Skip to content

Hockey fights: Why not have them in other sports?

February 23, 2007

Searching on Digg today, I came across this video, which has a ton of votes.

It’s an NHL hockey fight between Aaron Downey of the Dallas Stars and Jesse Boulerice of the Carolina Hurricanes that was a very short affair:

Looking through the comments at the Digg post, there’s the usual remarks you’d expect to see from non-hockey fans:

  • I went to a fight once and a hockey game broke out. (theamazingkort)
  • He’s going to want to put a little ice on that one. (SvenHammerstahl)
  • Hockey needs fighting. The fans love it, and it keeps players honest. (astrosmas)

But in truth, hockey still allows one-on-one fights to help police the game.

Other sports should look to do the same.

More of my reasoning (with video clips) after the jump…


In hockey, each team has at least one “fighter” that will challenge any opponent that takes a cheap shot at his team’s star players. The refs don’t see everything, so the fights clean up the trash left unseen.

When fights happen in any major sport (except hockey), you see them on the evening news. Why? Because most other sports have fights involving the entire team or bench spilling out on the field, which creates more fighting beyond the original incident and is a frustration to on-field officials trying to break it all up. It becomes a spectacle, which 24/7 news LOVES to air.

There’s also the whole “I got your back” mentality of teammates that comes into play, where everyone wants to fight the offender, and that inflames the situation more.

Hockey doesn’t have this problem when fights occur (most of the time, there are rare exceptions). It’s just you vs. your opponent — straight up. No teammates are out there to help you or him, so you’d better be sure you can handle it when you throw out a challenge and drop the gloves. If the other guy answers, you’re on your own.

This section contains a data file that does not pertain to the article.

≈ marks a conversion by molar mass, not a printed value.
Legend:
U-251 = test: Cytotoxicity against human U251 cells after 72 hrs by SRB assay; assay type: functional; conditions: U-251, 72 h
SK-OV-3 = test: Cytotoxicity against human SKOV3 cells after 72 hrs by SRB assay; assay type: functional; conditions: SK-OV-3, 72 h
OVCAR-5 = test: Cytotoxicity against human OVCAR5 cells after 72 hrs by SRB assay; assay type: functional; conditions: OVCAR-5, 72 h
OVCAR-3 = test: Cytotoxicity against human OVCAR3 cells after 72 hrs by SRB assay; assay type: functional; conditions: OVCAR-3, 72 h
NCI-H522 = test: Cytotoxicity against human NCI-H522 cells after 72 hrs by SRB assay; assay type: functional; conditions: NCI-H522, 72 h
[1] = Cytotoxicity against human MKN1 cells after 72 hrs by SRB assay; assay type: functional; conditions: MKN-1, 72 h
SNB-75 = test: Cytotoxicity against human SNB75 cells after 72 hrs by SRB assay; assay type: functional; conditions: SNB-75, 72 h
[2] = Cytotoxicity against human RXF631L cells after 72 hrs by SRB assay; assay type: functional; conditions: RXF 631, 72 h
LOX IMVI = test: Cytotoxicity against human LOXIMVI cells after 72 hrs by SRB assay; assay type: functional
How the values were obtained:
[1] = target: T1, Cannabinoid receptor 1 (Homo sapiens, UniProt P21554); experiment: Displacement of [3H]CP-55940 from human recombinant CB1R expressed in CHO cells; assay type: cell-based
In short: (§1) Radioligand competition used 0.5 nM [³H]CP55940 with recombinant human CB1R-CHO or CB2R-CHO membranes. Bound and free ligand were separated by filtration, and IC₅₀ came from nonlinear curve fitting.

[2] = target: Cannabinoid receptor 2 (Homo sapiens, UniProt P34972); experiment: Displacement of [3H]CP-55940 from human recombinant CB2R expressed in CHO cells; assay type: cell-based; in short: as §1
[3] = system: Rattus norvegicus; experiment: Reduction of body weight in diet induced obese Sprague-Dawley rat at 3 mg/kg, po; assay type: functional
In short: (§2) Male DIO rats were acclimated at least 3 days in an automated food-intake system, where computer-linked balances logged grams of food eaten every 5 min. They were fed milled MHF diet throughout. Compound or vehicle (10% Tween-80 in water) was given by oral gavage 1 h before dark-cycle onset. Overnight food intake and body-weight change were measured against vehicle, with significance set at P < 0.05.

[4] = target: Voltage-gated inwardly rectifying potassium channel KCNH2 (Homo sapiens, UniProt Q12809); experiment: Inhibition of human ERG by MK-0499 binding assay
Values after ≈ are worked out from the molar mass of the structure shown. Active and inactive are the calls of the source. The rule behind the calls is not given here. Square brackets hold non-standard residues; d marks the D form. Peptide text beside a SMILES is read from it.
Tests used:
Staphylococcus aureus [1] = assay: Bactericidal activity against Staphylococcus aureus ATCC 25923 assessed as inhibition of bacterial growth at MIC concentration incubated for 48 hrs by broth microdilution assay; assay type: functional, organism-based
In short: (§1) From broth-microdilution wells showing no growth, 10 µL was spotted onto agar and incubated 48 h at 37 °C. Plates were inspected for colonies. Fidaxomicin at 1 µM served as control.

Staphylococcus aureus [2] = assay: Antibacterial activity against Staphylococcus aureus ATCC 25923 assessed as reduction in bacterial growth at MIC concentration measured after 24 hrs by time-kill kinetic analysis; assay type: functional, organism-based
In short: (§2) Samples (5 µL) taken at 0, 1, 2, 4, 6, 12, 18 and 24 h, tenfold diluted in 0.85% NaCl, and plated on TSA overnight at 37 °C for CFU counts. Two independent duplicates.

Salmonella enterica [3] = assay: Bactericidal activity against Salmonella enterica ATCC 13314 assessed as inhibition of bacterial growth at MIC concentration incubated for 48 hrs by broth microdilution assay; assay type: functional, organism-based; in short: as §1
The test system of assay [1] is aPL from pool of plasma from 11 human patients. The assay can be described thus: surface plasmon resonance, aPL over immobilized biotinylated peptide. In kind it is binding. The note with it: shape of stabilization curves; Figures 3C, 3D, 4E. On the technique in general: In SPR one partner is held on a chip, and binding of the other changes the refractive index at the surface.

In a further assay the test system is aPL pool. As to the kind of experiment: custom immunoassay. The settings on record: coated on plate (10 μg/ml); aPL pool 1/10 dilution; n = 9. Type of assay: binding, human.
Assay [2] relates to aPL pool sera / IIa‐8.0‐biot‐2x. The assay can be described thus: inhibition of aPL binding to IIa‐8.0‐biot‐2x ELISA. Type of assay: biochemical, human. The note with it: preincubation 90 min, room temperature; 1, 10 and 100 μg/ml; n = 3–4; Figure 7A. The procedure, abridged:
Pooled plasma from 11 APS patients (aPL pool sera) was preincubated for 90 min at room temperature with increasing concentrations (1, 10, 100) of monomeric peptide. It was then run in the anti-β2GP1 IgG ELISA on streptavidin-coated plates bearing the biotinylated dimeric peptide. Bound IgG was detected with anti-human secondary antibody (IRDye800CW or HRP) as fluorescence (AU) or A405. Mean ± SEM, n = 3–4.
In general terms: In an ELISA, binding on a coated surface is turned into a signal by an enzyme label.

Check out this montage of baseball fights….see how they spill out of control when teammates jump in? And look how often it’s a teammate of the original two participants that does the most damage.

And everyone remembers this horrible incident at the Palace of Auburn Hills between the NBA’s Pistons and Pacers last year (though, the crowd did elevate this incident to ridiculous levels):

And last season’s NCAA football game between Miami University and Florida International degenerated into a full-field brawl (ONLY 13 players were ejected):

But in hockey … it’s usually one player vs. one player only, and rarely devolves into a full-team melee. Why? Because other players on the ice and on the bench will be suspended if they get involved. It’s the “third man in” rule the league has incorporated.

And it works when used in other sports.

Check out this fight from the National Lacrosse League, featuring the Philadelphia Wings’ Geoff Snider and an Edmonton Rush player. The Wings player, no. 28 Thomas Hajek, tried to get involved in the fight, and was given a game misconduct penalty and got a one-game suspension for just the little bit (about 4 seconds) of involvement he had.

My question … why won’t other sports incorporate this rule? It would be rather simple:

  • In baseball, if the batter is upset at the pitcher for throwing inside, let him come after the pitcher and allow no one else to intervene (unless the catcher stops the batter before he gets there … then let those guys go at it).